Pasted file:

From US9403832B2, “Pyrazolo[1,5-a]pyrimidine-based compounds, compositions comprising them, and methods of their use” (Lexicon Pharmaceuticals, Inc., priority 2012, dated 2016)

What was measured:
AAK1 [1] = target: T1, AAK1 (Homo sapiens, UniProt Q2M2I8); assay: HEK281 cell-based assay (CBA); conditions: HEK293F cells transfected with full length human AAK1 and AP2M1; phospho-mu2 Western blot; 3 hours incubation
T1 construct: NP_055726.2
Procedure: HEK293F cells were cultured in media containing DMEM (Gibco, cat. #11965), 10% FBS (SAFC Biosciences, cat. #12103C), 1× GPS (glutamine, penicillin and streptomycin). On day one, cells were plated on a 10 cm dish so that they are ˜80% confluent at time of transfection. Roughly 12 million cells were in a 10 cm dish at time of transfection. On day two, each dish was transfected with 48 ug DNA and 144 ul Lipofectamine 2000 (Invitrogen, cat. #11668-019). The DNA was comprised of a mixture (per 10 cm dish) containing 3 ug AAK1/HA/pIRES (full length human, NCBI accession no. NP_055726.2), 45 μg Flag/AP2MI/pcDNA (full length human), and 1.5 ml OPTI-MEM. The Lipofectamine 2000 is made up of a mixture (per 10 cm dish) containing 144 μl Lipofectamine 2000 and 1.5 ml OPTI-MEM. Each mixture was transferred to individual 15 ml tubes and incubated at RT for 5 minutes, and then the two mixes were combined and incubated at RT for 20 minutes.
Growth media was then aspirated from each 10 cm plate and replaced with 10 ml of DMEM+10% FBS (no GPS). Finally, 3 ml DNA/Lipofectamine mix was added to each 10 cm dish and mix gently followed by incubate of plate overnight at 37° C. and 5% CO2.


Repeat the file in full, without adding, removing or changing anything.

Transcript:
From US9403832B2, “Pyrazolo[1,5-a]pyrimidine-based compounds, compositions comprising them, and methods of their use” (Lexicon Pharmaceuticals, Inc., priority 2012, dated 2016)

What was measured:
AAK1 [1] = target: T1, AAK1 (Homo sapiens, UniProt Q2M2I8); assay: HEK281 cell-based assay (CBA); conditions: HEK293F cells transfected with full length human AAK1 and AP2M1; phospho-mu2 Western blot; 3 hours incubation
T1 construct: NP_055726.2
Procedure: HEK293F cells were cultured in media containing DMEM (Gibco, cat. #11965), 10% FBS (SAFC Biosciences, cat. #12103C), 1× GPS (glutamine, penicillin and streptomycin). On day one, cells were plated on a 10 cm dish so that they are ˜80% confluent at time of transfection. Roughly 12 million cells were in a 10 cm dish at time of transfection. On day two, each dish was transfected with 48 ug DNA and 144 ul Lipofectamine 2000 (Invitrogen, cat. #11668-019). The DNA was comprised of a mixture (per 10 cm dish) containing 3 ug AAK1/HA/pIRES (full length human, NCBI accession no. NP_055726.2), 45 μg Flag/AP2MI/pcDNA (full length human), and 1.5 ml OPTI-MEM. The Lipofectamine 2000 is made up of a mixture (per 10 cm dish) containing 144 μl Lipofectamine 2000 and 1.5 ml OPTI-MEM. Each mixture was transferred to individual 15 ml tubes and incubated at RT for 5 minutes, and then the two mixes were combined and incubated at RT for 20 minutes.
Growth media was then aspirated from each 10 cm plate and replaced with 10 ml of DMEM+10% FBS (no GPS). Finally, 3 ml DNA/Lipofectamine mix was added to each 10 cm dish and mix gently followed by incubate of plate overnight at 37° C. and 5% CO2.